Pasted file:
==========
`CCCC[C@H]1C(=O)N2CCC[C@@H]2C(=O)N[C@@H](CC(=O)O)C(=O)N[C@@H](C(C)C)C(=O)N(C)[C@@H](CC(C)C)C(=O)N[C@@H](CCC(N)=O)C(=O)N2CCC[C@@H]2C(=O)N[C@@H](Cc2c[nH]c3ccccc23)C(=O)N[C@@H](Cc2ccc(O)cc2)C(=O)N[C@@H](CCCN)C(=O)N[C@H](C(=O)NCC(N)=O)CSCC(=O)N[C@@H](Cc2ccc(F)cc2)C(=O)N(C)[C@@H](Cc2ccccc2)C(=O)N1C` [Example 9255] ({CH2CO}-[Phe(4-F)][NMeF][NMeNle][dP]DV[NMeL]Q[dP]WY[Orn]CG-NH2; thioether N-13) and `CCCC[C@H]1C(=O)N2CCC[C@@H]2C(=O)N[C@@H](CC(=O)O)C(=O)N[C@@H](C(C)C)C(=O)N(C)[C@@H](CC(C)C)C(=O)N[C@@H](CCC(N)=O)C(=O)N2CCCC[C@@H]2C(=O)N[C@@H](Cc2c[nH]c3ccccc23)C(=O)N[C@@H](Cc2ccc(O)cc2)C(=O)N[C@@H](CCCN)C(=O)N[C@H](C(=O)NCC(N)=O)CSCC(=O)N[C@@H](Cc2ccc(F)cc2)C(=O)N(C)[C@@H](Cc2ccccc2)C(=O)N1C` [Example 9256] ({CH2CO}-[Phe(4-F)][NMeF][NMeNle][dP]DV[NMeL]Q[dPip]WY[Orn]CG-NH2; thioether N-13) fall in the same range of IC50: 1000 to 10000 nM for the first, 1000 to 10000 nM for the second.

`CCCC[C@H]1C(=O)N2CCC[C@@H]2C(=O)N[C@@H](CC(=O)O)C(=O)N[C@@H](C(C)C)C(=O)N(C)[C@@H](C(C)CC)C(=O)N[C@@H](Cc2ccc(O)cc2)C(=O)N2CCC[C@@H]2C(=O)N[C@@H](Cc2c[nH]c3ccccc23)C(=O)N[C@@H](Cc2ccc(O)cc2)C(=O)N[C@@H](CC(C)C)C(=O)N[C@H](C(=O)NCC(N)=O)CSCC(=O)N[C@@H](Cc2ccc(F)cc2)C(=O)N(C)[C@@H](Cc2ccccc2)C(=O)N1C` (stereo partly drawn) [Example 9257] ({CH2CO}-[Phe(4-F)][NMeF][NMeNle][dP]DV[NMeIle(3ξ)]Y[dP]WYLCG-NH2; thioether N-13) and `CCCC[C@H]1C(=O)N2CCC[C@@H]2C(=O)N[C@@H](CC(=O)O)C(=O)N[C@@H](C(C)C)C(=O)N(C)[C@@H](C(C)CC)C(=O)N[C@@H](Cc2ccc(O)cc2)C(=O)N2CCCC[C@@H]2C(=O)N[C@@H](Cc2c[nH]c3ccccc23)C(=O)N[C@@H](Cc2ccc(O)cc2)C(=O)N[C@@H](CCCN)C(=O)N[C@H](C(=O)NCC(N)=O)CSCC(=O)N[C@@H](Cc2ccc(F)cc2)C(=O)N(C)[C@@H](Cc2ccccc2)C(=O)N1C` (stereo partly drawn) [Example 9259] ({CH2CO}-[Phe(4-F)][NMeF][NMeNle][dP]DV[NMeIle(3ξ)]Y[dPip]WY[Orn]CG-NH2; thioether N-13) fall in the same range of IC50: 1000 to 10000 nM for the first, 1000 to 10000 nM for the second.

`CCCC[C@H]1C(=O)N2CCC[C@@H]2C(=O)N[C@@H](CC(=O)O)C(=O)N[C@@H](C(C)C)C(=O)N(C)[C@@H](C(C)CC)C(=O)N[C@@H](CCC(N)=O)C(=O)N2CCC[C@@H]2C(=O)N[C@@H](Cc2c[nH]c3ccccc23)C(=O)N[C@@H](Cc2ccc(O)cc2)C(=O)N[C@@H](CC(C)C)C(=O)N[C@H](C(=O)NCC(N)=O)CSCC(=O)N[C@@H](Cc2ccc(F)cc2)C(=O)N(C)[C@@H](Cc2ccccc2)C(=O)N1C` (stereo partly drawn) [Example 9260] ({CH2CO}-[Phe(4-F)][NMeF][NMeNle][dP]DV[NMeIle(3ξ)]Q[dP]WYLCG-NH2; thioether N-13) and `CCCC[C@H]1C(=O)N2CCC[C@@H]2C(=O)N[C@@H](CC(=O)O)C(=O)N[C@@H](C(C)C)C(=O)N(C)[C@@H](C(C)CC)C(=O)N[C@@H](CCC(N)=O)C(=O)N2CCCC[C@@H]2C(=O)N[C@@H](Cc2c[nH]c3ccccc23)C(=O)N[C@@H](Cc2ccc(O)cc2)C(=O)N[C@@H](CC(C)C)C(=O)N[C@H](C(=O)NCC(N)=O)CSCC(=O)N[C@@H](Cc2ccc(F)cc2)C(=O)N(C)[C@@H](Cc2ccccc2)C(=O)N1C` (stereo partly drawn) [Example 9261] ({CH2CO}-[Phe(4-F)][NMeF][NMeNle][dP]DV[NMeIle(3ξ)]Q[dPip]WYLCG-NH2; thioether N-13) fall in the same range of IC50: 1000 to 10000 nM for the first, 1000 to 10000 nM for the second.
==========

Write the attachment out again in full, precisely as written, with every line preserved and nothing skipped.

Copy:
`CCCC[C@H]1C(=O)N2CCC[C@@H]2C(=O)N[C@@H](CC(=O)O)C(=O)N[C@@H](C(C)C)C(=O)N(C)[C@@H](CC(C)C)C(=O)N[C@@H](CCC(N)=O)C(=O)N2CCC[C@@H]2C(=O)N[C@@H](Cc2c[nH]c3ccccc23)C(=O)N[C@@H](Cc2ccc(O)cc2)C(=O)N[C@@H](CCCN)C(=O)N[C@H](C(=O)NCC(N)=O)CSCC(=O)N[C@@H](Cc2ccc(F)cc2)C(=O)N(C)[C@@H](Cc2ccccc2)C(=O)N1C` [Example 9255] ({CH2CO}-[Phe(4-F)][NMeF][NMeNle][dP]DV[NMeL]Q[dP]WY[Orn]CG-NH2; thioether N-13) and `CCCC[C@H]1C(=O)N2CCC[C@@H]2C(=O)N[C@@H](CC(=O)O)C(=O)N[C@@H](C(C)C)C(=O)N(C)[C@@H](CC(C)C)C(=O)N[C@@H](CCC(N)=O)C(=O)N2CCCC[C@@H]2C(=O)N[C@@H](Cc2c[nH]c3ccccc23)C(=O)N[C@@H](Cc2ccc(O)cc2)C(=O)N[C@@H](CCCN)C(=O)N[C@H](C(=O)NCC(N)=O)CSCC(=O)N[C@@H](Cc2ccc(F)cc2)C(=O)N(C)[C@@H](Cc2ccccc2)C(=O)N1C` [Example 9256] ({CH2CO}-[Phe(4-F)][NMeF][NMeNle][dP]DV[NMeL]Q[dPip]WY[Orn]CG-NH2; thioether N-13) fall in the same range of IC50: 1000 to 10000 nM for the first, 1000 to 10000 nM for the second.

`CCCC[C@H]1C(=O)N2CCC[C@@H]2C(=O)N[C@@H](CC(=O)O)C(=O)N[C@@H](C(C)C)C(=O)N(C)[C@@H](C(C)CC)C(=O)N[C@@H](Cc2ccc(O)cc2)C(=O)N2CCC[C@@H]2C(=O)N[C@@H](Cc2c[nH]c3ccccc23)C(=O)N[C@@H](Cc2ccc(O)cc2)C(=O)N[C@@H](CC(C)C)C(=O)N[C@H](C(=O)NCC(N)=O)CSCC(=O)N[C@@H](Cc2ccc(F)cc2)C(=O)N(C)[C@@H](Cc2ccccc2)C(=O)N1C` (stereo partly drawn) [Example 9257] ({CH2CO}-[Phe(4-F)][NMeF][NMeNle][dP]DV[NMeIle(3ξ)]Y[dP]WYLCG-NH2; thioether N-13) and `CCCC[C@H]1C(=O)N2CCC[C@@H]2C(=O)N[C@@H](CC(=O)O)C(=O)N[C@@H](C(C)C)C(=O)N(C)[C@@H](C(C)CC)C(=O)N[C@@H](Cc2ccc(O)cc2)C(=O)N2CCCC[C@@H]2C(=O)N[C@@H](Cc2c[nH]c3ccccc23)C(=O)N[C@@H](Cc2ccc(O)cc2)C(=O)N[C@@H](CCCN)C(=O)N[C@H](C(=O)NCC(N)=O)CSCC(=O)N[C@@H](Cc2ccc(F)cc2)C(=O)N(C)[C@@H](Cc2ccccc2)C(=O)N1C` (stereo partly drawn) [Example 9259] ({CH2CO}-[Phe(4-F)][NMeF][NMeNle][dP]DV[NMeIle(3ξ)]Y[dPip]WY[Orn]CG-NH2; thioether N-13) fall in the same range of IC50: 1000 to 10000 nM for the first, 1000 to 10000 nM for the second.

`CCCC[C@H]1C(=O)N2CCC[C@@H]2C(=O)N[C@@H](CC(=O)O)C(=O)N[C@@H](C(C)C)C(=O)N(C)[C@@H](C(C)CC)C(=O)N[C@@H](CCC(N)=O)C(=O)N2CCC[C@@H]2C(=O)N[C@@H](Cc2c[nH]c3ccccc23)C(=O)N[C@@H](Cc2ccc(O)cc2)C(=O)N[C@@H](CC(C)C)C(=O)N[C@H](C(=O)NCC(N)=O)CSCC(=O)N[C@@H](Cc2ccc(F)cc2)C(=O)N(C)[C@@H](Cc2ccccc2)C(=O)N1C` (stereo partly drawn) [Example 9260] ({CH2CO}-[Phe(4-F)][NMeF][NMeNle][dP]DV[NMeIle(3ξ)]Q[dP]WYLCG-NH2; thioether N-13) and `CCCC[C@H]1C(=O)N2CCC[C@@H]2C(=O)N[C@@H](CC(=O)O)C(=O)N[C@@H](C(C)C)C(=O)N(C)[C@@H](C(C)CC)C(=O)N[C@@H](CCC(N)=O)C(=O)N2CCCC[C@@H]2C(=O)N[C@@H](Cc2c[nH]c3ccccc23)C(=O)N[C@@H](Cc2ccc(O)cc2)C(=O)N[C@@H](CC(C)C)C(=O)N[C@H](C(=O)NCC(N)=O)CSCC(=O)N[C@@H](Cc2ccc(F)cc2)C(=O)N(C)[C@@H](Cc2ccccc2)C(=O)N1C` (stereo partly drawn) [Example 9261] ({CH2CO}-[Phe(4-F)][NMeF][NMeNle][dP]DV[NMeIle(3ξ)]Q[dPip]WYLCG-NH2; thioether N-13) fall in the same range of IC50: 1000 to 10000 nM for the first, 1000 to 10000 nM for the second.